Mia Armstrong and her dad, Joe Bob, prepare for their journey from Flagstaff to the Valley. Despite the sport and surname they have in common, they are no relation to the famous cyclist Lance Armstrong.<br><br>
Photo courtesy Mia Armstrong.
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“The whole idea of it was super scary, and there was a big prospect for failure,” she said, “but when it came down to it, I thought I’d probably regret it more if I didn’t do it than if I did do it — even if there were some hiccups along the way.”
So an itinerary was planned, and Armstrong and her father set out for a 235-mile ride that would mark the beginning of her journey as a student at Arizona State University.
Getting to know Mia
At the age of 17, the global studies freshman is at once self-assured and open-minded, with an air of spontaneity that is refreshingly anomalous.
She takes politics seriously but can still laugh at Donald Trump’s hair. She cares enough to prepare a week’s worth of healthy meals ahead of time but is an unabashed coffee lover.
A native of Flagstaff, Arizona, she was imbued with a love of the outdoors from birth.
“Flagstaff has a really active culture so [my family and I] would go skiing and snowboarding and hiking and canyoneering and biking,” said Armstrong, who will also be a student in Barrett, The Honors College.
Her appreciation for politics came later.
During her freshman year of high school, Armstrong took a government class that happened to be taught by an “amazing” teacher who inspired her to become more politically involved.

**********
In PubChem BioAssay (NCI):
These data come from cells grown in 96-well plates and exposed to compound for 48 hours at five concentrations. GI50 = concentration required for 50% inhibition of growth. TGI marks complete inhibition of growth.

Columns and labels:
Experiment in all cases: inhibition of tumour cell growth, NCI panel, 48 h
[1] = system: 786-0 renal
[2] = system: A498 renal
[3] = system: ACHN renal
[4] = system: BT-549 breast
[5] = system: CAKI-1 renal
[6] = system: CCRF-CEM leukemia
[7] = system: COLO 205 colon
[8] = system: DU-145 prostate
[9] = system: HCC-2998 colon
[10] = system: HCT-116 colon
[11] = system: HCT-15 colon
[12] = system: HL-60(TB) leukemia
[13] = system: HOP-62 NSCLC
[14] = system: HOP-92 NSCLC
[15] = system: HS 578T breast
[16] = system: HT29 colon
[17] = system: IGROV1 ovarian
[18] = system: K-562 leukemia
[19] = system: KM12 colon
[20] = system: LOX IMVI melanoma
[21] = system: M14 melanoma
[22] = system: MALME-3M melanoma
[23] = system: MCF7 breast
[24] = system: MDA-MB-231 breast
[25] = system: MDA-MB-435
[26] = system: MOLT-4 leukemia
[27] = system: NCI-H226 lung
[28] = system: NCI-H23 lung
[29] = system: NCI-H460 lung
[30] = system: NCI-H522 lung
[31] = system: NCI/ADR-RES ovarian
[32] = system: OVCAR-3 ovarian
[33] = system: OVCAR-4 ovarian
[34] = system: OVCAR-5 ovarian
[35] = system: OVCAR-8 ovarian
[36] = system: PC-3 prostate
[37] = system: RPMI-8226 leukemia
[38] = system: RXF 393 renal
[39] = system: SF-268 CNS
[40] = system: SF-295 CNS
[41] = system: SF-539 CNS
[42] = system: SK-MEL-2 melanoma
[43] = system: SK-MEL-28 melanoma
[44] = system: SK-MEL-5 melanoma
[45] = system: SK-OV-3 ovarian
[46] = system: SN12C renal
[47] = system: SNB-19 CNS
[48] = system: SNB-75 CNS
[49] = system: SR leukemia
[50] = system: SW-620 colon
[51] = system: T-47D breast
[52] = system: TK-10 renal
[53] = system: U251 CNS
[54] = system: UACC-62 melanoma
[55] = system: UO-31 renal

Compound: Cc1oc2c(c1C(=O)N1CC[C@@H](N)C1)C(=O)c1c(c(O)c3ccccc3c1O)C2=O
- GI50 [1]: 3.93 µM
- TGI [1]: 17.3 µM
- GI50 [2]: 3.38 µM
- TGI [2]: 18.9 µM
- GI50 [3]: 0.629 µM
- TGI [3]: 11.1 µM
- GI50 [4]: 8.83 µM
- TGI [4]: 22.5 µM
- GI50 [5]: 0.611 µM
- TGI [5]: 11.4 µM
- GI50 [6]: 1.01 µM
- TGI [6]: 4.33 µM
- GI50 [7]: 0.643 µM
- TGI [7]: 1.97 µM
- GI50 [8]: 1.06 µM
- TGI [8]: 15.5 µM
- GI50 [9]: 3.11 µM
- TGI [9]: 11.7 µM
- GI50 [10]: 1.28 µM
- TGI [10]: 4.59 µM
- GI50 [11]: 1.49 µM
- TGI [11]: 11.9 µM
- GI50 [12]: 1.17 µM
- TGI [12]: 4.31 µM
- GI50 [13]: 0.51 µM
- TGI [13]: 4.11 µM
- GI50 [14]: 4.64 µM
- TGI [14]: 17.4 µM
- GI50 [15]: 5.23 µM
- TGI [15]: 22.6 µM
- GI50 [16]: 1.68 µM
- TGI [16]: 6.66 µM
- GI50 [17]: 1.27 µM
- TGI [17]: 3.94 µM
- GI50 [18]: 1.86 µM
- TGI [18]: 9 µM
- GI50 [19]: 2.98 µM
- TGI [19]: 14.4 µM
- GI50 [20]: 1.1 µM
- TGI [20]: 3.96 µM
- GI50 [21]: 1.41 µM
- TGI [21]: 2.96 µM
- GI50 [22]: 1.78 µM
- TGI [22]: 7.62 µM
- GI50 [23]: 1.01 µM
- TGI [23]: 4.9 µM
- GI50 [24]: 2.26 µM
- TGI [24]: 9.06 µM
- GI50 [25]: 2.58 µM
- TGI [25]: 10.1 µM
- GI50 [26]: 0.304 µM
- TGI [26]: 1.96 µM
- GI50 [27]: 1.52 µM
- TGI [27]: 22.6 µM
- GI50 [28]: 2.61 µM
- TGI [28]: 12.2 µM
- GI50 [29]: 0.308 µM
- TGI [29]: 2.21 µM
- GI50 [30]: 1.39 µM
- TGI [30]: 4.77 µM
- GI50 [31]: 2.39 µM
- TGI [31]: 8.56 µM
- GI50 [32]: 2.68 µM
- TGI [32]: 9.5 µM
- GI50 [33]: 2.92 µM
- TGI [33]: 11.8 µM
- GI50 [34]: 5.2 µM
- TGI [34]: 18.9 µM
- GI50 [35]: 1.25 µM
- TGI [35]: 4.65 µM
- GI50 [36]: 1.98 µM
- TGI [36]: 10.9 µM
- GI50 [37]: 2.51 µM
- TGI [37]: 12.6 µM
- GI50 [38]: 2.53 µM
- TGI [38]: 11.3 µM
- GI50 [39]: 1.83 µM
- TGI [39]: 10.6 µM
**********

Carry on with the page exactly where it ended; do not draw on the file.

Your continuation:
The National Honor Society student began participating in speech and debate and mock trial. She also joined High School Democrats of America and participated in the Inspire Arizona program, helping register young people to vote.
“I like that politics provide a way to change things,” Armstrong said. “I think it’s cool to organize a movement and have people working together toward something.”
She is now a member of College Democrats of America and has worked as an intern in the Washington, D.C., office of U.S. Congresswoman and ASU faculty associate Kyrsten Sinema. A cursory look at her Twitter page reveals that she is already paying close attention to the November 2016 election. Armstrong even tweeted when she registered to vote, though she is still undecided on a candidate.
“There’s a lot of time [until the election], and I’m trying to keep an open mind and just see what happens,” she said.
Working together on the road
Instead of taking separate bicycles, Armstrong and her father – no relation to the identically surnamed Lance, though her father did know him peripherally when he biked in college – decided to use a tandem bike for their southern sojourn, mainly for safety reasons.
“Some of the roads were really busy, and there were times it got kind of scary,” Armstrong said.
Though her father had done long rides before, this was her first time taking a long road trip by bike. Armstrong had mainly mountain-biked.
Altogether, they biked for a total of three days.
On the first day of their trek, Monday, Aug. 10, they set out from Flagstaff around 9 a.m., navigating through the red rocks of Sedona to Cottonwood, then to Clarkdale, then stopping for lunch in Jerome before making their way up Mingus Mountain and down the other side to Prescott around 8:45 p.m.